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Birds, horror, butterflies, Nabokov, and wine

January 27, 2011

Butcherbirds, shown below right, will prey on small fairy wrens, shown left. Both are Australian species. ‘Tis not hard to imagine how the larger butcherbird seems a monster from the eyes of the wren. So why does the male fairy wren give a mating call after a butcherbird vocalizes? Experiment shows it isn’t a warning call. Perhaps the wren is playing on the same kind of emotional catharsis that makes horror movies so popular with teens?

When Nabokov wasn’t writing novels, he served as butterfly curator at the Harvard Museum of Comparative Zoology. He theorized that the several species of the American Polyommatus blues had come over in different waves across the Siberian strait. Recent DNA analysis confirms that evolutionary history.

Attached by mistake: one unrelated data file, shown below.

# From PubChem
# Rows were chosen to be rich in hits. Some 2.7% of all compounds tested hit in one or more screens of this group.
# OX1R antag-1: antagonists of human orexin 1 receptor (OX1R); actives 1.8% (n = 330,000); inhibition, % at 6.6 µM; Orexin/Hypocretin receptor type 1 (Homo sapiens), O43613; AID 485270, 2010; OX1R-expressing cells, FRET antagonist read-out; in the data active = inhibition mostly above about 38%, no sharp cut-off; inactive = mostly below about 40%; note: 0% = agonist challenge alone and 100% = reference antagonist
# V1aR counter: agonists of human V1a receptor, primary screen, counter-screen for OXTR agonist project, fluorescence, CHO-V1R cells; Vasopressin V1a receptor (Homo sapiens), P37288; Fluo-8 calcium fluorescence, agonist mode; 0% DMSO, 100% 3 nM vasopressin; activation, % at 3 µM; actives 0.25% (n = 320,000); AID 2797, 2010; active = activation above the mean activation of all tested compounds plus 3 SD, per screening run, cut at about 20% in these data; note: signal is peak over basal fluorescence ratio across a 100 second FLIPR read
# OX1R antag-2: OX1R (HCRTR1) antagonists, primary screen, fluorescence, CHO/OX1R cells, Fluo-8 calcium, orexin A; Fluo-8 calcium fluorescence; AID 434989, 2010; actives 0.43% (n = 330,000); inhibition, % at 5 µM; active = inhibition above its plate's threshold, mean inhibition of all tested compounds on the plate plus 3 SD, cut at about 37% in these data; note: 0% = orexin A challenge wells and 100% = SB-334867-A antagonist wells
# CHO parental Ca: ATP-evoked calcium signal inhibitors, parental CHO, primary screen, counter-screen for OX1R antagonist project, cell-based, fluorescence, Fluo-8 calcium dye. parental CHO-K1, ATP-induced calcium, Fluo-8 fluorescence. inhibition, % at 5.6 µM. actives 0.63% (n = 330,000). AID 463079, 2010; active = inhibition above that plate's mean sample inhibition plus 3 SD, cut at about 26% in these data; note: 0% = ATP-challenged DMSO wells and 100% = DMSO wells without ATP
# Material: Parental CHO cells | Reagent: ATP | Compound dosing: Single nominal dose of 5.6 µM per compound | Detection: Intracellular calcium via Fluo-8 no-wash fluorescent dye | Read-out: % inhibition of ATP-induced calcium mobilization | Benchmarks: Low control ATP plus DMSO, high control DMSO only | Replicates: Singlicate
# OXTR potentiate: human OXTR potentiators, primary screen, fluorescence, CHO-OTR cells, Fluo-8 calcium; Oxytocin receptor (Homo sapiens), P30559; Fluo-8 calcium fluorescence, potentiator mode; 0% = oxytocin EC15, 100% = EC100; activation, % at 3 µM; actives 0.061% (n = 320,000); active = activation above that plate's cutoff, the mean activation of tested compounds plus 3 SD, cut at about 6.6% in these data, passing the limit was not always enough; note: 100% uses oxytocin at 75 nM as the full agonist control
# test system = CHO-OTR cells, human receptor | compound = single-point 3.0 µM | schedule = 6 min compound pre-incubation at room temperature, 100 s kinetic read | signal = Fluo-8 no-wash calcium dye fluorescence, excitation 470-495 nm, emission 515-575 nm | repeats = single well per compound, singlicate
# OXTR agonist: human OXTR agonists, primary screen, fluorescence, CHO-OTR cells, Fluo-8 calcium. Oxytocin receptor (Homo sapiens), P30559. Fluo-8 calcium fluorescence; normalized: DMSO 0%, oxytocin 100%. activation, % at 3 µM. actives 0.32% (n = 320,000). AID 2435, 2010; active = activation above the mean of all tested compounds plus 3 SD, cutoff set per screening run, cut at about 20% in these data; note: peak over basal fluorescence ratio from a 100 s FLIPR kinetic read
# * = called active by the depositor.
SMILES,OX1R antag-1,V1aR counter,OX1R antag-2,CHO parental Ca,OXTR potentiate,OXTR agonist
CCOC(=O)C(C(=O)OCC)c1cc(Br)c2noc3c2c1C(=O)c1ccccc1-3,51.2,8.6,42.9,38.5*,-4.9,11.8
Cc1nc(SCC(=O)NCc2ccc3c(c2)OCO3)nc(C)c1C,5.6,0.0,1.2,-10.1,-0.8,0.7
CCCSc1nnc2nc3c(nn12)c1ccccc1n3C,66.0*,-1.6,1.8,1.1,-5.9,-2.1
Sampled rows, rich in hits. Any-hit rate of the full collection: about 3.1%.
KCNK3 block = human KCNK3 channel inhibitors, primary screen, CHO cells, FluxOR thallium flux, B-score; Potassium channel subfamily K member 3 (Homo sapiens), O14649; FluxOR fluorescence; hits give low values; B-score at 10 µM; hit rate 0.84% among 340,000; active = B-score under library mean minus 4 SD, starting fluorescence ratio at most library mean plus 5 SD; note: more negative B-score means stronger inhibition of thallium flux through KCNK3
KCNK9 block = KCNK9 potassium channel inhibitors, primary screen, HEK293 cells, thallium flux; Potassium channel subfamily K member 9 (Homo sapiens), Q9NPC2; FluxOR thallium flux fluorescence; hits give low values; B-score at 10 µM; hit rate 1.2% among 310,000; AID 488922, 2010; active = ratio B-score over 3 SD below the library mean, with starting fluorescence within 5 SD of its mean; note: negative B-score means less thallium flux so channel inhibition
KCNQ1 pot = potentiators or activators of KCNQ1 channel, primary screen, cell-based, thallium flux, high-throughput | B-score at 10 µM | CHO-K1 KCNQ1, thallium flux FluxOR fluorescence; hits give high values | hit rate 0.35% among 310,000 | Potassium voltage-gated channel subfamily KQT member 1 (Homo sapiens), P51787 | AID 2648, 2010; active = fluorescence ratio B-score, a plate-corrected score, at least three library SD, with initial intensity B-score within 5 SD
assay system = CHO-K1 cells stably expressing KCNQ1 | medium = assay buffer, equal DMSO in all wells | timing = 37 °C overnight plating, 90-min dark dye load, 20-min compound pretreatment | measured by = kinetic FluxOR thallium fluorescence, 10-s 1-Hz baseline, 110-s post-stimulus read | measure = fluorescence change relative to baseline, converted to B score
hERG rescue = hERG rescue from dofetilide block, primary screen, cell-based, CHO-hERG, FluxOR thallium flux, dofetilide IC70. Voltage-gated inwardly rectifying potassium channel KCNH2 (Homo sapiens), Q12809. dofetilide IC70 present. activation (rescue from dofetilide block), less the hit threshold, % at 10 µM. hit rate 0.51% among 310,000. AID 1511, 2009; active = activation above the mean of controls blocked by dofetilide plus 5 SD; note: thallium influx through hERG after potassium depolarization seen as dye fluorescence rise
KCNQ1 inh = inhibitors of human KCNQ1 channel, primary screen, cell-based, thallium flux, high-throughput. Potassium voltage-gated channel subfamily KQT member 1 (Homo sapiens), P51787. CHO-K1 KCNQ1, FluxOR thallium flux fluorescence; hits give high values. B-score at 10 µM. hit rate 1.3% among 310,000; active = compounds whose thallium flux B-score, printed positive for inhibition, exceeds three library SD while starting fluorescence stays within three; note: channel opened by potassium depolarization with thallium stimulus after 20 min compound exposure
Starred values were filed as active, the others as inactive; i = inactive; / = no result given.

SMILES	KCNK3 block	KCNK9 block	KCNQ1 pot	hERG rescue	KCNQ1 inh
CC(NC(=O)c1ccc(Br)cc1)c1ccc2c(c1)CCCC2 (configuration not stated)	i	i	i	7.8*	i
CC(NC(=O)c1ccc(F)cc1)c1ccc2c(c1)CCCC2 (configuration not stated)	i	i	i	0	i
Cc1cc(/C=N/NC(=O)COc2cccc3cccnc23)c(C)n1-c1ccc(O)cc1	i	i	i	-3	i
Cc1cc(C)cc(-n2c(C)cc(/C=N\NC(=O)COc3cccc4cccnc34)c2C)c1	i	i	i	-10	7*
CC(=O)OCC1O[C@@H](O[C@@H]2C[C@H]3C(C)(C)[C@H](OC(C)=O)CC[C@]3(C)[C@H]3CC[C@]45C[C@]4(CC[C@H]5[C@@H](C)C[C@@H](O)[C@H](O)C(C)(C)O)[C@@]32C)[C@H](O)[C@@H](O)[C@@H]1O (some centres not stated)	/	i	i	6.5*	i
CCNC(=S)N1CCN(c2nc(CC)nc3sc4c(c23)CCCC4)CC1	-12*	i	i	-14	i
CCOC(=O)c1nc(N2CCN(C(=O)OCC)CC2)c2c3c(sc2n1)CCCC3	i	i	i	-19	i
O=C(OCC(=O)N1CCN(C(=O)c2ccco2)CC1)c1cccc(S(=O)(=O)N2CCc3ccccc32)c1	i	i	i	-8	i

Vitis vinifera, the grape that makes our wine and raisins, originated in a cultivation event several millennium back. DNA analysis shows it has since lived the life of an adored pet: pampered and sexless. That makes it particularly vulnerable to parasites, such as the phylloxera that destroyed most European vineyards in the 19th century. But new breeding techniques that use that DNA analysis may come to the rescue. I suspect the taste of a wine is more subtle than the genes that provide parasite resistance, else Argentinian Malbec would taste the same as French Côt.

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